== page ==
The good news is that although the show’s attempts to contort itself into fitting into this social stratification premise almost devolve into self-parody, this season of Survivor is off to a pretty damn good start despite itself. Even with of my whining above, what Survivor has going for it—and the reason it’s lasted 30 seasons and counting—is that once the game starts, almost all of the outside forces imposed by production don’t really matter beyond the superficial. A good season of the show depends almost entirely on the people cast to play the game, and once again it appears that Survivor has done a bang-up job of casting this group. There’s a good mix of people who fully buy into the premise (Carolyn on White Collar and Dan on Blue Collar are the biggest offenders here) and people who reject it (Joaquin, surprisingly enough), which makes for a good variety of talking-head interviews. Splitting people into tribes who automatically have some sort of easily identifiable similarity makes for a quick bit of camaraderie, one that’s smartly shattered almost immediately when two people are given a choice to undercut their new tribe mates, causing tension and distrust.

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The biggest indicator that this might be a great season, though, is that so many of the players appear to be longtime fans who know how the game works. Not only is there Max, who actually taught a college-level course on Survivor, but several other players mentioned how long they had been watching the show, how many times they applied, and how much this opportunity to play meant to them. Having so many people who actually know how to play the game makes for a completely different tone from seasons that are mainly filled with recruits, because while watching people who don’t know how to play can be incredibly exciting, studying their gameplay is a bit more frustrating. This gameplay savvy is immediately tested when White Collar loses the Immunity Challenge (thanks to a truly pathetic puzzle performance from Shirin) and So takes it upon herself to go after Carolyn for the perceived sin of hanging out in the background instead of stepping up to take a leadership role in the challenge.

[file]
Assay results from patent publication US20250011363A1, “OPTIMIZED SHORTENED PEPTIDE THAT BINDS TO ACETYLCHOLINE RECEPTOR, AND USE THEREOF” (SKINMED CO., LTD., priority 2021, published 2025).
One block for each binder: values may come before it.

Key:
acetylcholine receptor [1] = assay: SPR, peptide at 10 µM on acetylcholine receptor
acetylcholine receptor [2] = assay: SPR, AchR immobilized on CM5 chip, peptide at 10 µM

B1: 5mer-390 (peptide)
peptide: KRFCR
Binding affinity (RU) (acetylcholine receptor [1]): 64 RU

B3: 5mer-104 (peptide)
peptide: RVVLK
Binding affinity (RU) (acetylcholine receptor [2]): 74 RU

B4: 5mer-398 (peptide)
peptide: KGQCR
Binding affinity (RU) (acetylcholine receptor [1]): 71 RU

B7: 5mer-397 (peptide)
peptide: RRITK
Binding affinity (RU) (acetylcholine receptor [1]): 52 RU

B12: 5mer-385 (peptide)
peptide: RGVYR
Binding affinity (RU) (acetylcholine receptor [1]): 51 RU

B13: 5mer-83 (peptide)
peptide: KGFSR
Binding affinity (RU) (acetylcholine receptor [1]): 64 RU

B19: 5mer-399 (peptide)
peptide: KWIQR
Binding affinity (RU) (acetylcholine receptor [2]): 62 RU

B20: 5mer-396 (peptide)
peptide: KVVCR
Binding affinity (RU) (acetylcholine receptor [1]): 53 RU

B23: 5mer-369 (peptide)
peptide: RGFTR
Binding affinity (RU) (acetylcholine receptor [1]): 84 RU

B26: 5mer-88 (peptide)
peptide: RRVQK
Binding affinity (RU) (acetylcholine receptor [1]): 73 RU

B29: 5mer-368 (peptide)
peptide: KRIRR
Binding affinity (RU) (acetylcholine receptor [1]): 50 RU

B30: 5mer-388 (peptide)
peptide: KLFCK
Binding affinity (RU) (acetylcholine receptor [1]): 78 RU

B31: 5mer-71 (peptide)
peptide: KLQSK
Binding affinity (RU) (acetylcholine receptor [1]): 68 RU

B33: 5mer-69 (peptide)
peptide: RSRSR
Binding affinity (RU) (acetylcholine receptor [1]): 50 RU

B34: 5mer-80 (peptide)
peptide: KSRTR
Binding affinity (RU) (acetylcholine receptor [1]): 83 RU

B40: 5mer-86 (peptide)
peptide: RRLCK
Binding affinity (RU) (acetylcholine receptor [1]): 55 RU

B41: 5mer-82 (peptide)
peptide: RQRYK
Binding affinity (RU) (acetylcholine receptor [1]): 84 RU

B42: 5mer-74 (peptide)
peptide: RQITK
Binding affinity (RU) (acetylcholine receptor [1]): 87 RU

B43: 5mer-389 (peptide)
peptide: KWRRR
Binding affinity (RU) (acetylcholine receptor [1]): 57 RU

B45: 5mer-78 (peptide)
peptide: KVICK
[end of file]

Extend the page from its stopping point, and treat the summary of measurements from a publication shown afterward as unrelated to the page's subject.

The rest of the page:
White Collar losing the first Immunity Challenge is an interesting test of what this Worlds Apart season is trying to do, in that it ostensibly pairs up six people who are used to being in charge and then asks them to work together as a tribe, both in challenges and to decide to who vote out of the game. So and Joaquin were at an immediate disadvantage, trust-wise, in that they chose to lie about the beans at the beginning and did it so poorly that they were caught. But instead of taking this into consideration and hanging back, So couldn’t help herself from wanting to direct the vote in the end as well, and that’s where everyone’s distrust comes back to bite her. It doesn’t hurt that Carolyn bonded with Shirin and Max right away, then also found an idol simply by being observant of what So and Joaquin were doing. From her confessional statements, So is obviously someone who is used to getting what she wants from people. Could her being surrounded by people who are (stereotypically, according to the season’s premise) also used to getting their way have been her downfall? It’s a big of a chicken/egg situation, but it’s certainly something to look for in the future. Overall, it’s an incredibly lively Tribal Council for the first week with a really fun outcome, as So is shocked when she is voted out over the obviously (to her) inferior Carolyn.